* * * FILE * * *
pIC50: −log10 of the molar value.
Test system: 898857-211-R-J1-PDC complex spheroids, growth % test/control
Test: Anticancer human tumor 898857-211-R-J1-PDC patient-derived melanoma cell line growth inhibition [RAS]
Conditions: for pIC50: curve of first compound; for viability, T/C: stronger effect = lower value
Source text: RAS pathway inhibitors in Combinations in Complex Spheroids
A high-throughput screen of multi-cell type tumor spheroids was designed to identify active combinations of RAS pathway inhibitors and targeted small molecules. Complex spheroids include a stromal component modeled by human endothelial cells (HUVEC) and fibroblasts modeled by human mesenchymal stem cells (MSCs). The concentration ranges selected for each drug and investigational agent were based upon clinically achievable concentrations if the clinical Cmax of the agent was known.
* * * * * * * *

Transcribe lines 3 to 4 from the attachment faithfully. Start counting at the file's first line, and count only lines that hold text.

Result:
Test: Anticancer human tumor 898857-211-R-J1-PDC patient-derived melanoma cell line growth inhibition [RAS]
Conditions: for pIC50: curve of first compound; for viability, T/C: stronger effect = lower value